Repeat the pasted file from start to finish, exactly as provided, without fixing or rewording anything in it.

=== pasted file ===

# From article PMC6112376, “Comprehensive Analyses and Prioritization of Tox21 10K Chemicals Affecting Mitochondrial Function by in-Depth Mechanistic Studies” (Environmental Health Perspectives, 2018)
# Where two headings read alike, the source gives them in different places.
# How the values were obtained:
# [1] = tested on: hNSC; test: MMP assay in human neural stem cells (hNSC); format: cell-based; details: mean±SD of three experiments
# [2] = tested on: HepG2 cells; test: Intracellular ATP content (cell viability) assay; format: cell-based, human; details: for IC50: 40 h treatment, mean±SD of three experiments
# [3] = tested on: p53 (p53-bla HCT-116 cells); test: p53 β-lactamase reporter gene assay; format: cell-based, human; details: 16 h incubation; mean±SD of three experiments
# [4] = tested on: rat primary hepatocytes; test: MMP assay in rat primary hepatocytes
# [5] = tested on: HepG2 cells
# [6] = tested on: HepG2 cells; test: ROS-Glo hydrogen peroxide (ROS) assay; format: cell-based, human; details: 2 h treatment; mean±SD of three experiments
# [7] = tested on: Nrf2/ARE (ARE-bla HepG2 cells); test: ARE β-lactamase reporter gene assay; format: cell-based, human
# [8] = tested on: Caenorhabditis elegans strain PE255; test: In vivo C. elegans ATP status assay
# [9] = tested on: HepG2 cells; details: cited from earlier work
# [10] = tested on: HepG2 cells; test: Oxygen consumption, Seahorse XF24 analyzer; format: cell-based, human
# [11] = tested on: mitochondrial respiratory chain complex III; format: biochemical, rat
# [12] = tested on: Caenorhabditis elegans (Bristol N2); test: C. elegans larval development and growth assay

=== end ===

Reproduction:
# From article PMC6112376, “Comprehensive Analyses and Prioritization of Tox21 10K Chemicals Affecting Mitochondrial Function by in-Depth Mechanistic Studies” (Environmental Health Perspectives, 2018)
# Where two headings read alike, the source gives them in different places.
# How the values were obtained:
# [1] = tested on: hNSC; test: MMP assay in human neural stem cells (hNSC); format: cell-based; details: mean±SD of three experiments
# [2] = tested on: HepG2 cells; test: Intracellular ATP content (cell viability) assay; format: cell-based, human; details: for IC50: 40 h treatment, mean±SD of three experiments
# [3] = tested on: p53 (p53-bla HCT-116 cells); test: p53 β-lactamase reporter gene assay; format: cell-based, human; details: 16 h incubation; mean±SD of three experiments
# [4] = tested on: rat primary hepatocytes; test: MMP assay in rat primary hepatocytes
# [5] = tested on: HepG2 cells
# [6] = tested on: HepG2 cells; test: ROS-Glo hydrogen peroxide (ROS) assay; format: cell-based, human; details: 2 h treatment; mean±SD of three experiments
# [7] = tested on: Nrf2/ARE (ARE-bla HepG2 cells); test: ARE β-lactamase reporter gene assay; format: cell-based, human
# [8] = tested on: Caenorhabditis elegans strain PE255; test: In vivo C. elegans ATP status assay
# [9] = tested on: HepG2 cells; details: cited from earlier work
# [10] = tested on: HepG2 cells; test: Oxygen consumption, Seahorse XF24 analyzer; format: cell-based, human
# [11] = tested on: mitochondrial respiratory chain complex III; format: biochemical, rat
# [12] = tested on: Caenorhabditis elegans (Bristol N2); test: C. elegans larval development and growth assay